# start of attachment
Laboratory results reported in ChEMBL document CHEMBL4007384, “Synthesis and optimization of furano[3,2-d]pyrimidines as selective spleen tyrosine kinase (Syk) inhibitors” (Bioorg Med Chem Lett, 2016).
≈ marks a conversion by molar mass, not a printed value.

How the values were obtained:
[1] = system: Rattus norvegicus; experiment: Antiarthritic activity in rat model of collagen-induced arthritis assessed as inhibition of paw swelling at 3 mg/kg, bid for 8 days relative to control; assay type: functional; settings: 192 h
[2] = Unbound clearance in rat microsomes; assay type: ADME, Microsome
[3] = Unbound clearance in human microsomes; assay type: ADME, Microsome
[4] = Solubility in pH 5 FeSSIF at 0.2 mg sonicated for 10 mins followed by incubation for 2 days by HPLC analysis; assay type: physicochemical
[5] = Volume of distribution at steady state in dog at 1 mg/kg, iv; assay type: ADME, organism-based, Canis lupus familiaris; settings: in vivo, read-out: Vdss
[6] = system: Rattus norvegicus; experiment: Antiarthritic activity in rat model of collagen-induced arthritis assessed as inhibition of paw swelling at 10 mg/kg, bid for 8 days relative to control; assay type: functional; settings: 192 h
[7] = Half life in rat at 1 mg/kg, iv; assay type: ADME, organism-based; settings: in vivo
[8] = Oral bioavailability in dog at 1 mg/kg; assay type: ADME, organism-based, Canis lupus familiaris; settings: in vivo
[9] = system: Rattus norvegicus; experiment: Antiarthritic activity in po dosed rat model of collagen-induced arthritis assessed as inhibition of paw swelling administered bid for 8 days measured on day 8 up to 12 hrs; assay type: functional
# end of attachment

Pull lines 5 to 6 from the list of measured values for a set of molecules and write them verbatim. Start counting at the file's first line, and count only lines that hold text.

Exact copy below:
[2] = Unbound clearance in rat microsomes; assay type: ADME, Microsome
[3] = Unbound clearance in human microsomes; assay type: ADME, Microsome